Chicago-based entrepreneur and web developer Sean Fioritto has been programming since he was 12, and makes cool things for web designers. He's currently bootstrapping his own small business. We caught up with him to talk CSS.
You've written a book called Sketching with CSS. Sketching? Surely that's what Photoshop is for?
I don't want to rag on Photoshop too much, because it has its place, but I think most of us know it would be ideal if we were working in code more and Photoshop less. This is a daunting shift in thinking and workflow for many designers and agencies.
It's one thing to sit down and recreate a completed Photoshop comp with HTML and CSS, but to create the design, in the browser, from the beginning? Many designers feel like they can't be creative when they try to write code and design at the same time.
But what if writing CSS was as easy as sketching? You can get pretty close with the right tools and the right technique, and that's what I cover in the book.
When it comes to designing in the browser, what's the secret of success?
For years the mantra has been 'design in the browser', but plenty of web designers aren't comfortable diving right into code. Writing code kills their creativity. In the past, if you wrote code at all, it was a separate task in your workflow. When you design in the browser, all of the sudden floats and divs and forms are mixed into your creative process.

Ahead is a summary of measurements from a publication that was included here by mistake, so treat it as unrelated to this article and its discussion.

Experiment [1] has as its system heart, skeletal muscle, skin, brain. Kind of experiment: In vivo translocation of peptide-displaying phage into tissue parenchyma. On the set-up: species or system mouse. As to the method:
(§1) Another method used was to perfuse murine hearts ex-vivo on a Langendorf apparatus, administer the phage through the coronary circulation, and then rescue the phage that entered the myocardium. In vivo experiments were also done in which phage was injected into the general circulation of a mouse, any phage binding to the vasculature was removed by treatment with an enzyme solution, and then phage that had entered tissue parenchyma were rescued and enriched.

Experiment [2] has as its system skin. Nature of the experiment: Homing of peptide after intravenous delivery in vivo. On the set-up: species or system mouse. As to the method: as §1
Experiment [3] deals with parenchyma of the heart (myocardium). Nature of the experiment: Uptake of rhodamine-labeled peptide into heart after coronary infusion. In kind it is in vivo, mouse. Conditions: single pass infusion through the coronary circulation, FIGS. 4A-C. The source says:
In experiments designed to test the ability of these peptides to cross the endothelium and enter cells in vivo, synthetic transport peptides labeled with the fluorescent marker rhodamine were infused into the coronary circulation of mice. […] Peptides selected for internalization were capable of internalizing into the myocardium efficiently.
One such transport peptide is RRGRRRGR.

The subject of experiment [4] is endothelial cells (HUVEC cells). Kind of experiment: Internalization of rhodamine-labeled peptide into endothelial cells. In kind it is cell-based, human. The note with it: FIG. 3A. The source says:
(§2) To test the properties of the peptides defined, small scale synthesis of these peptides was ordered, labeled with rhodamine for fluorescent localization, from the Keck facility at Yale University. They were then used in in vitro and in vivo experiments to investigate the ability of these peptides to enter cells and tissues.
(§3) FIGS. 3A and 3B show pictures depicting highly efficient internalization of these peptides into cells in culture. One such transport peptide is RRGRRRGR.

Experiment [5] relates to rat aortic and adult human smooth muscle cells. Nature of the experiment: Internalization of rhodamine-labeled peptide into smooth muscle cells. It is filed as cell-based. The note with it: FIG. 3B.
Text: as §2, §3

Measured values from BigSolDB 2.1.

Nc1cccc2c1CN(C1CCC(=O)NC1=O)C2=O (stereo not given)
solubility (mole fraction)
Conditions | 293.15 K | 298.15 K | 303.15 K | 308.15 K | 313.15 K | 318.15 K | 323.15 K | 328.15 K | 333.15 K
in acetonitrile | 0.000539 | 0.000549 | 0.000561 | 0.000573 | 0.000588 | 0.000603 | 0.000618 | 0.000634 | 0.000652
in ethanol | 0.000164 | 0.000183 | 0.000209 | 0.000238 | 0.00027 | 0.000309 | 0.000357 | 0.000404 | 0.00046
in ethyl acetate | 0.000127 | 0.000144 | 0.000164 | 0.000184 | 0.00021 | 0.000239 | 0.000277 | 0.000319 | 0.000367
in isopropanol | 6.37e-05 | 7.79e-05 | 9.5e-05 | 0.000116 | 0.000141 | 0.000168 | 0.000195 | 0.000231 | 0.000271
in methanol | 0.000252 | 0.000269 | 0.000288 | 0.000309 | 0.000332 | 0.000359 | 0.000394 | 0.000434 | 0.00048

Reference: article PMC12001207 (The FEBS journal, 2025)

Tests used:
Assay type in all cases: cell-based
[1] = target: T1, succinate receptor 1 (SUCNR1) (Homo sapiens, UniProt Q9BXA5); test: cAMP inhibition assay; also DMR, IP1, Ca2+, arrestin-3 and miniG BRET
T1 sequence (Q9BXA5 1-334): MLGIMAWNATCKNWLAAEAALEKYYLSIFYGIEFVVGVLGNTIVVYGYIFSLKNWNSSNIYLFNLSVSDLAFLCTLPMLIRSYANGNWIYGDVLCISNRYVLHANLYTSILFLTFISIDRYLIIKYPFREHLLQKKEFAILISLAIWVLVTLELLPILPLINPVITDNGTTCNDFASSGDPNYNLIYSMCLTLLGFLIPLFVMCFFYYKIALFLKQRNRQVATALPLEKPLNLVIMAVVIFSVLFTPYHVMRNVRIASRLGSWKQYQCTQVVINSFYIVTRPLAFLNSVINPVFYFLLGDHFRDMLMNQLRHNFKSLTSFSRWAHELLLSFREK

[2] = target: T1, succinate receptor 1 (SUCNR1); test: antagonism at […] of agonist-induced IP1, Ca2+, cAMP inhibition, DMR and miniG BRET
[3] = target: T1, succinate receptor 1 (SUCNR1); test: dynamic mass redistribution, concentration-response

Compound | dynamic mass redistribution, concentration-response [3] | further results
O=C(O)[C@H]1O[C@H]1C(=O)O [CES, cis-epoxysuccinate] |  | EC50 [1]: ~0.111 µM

There have always been people who always go straight to the browser and have no problems, so how do they do it? The secret is to not think about the implementation, so when you wonder 'what would three columns look like here?', you can just do it and not have to switch into puzzle solving mode.
Web designers who are successful with designing in the browser have an arsenal of tools for creating the effects they are looking for in the browser. They don't have to ask Google how to do something every time, so they can get into a flow: have idea, write code, refresh browser, repeat.
What's key to creating very complex layouts?
The key is to have a set of patterns that you can mix and match to create whatever layout you want. If you want to get really advanced, you can stuff these patterns into something like your own, custom grid system, which is something I cover in the book. This works for two reasons: the more familiar you are with a pattern, the less you have to think about it, so [you'll spend] less time puzzling over how it will work. Also, when you use patterns you avoid entire classes of bugs. You know it'll just work and you won't be stuck asking Google or a coworker to help you figure out why it's broken.
Looking at CSS and how it's developing, what's get you most excited?
Flexbox. Layout in the browser sucks, but Flexbox fixes it. I devoted a chapter to it in the book and I also have a series of free video tutorials.
Browser support isn't completely there yet, so you can't use Flexbox on every project. But for me at least, Flexbox is so easy to use I'll use it to mock up a layout and then go back and reimplement it with floats or whatever when I'm done. So I think Flexbox should have a spot in your CSS toolbox right now, and for a lucky few with customers using modern browsers, it could even make its way into production.
Have you heard any good CSS jokes recently?
Words: Martin Cooper
This article originally appeared in net magazine issue 252.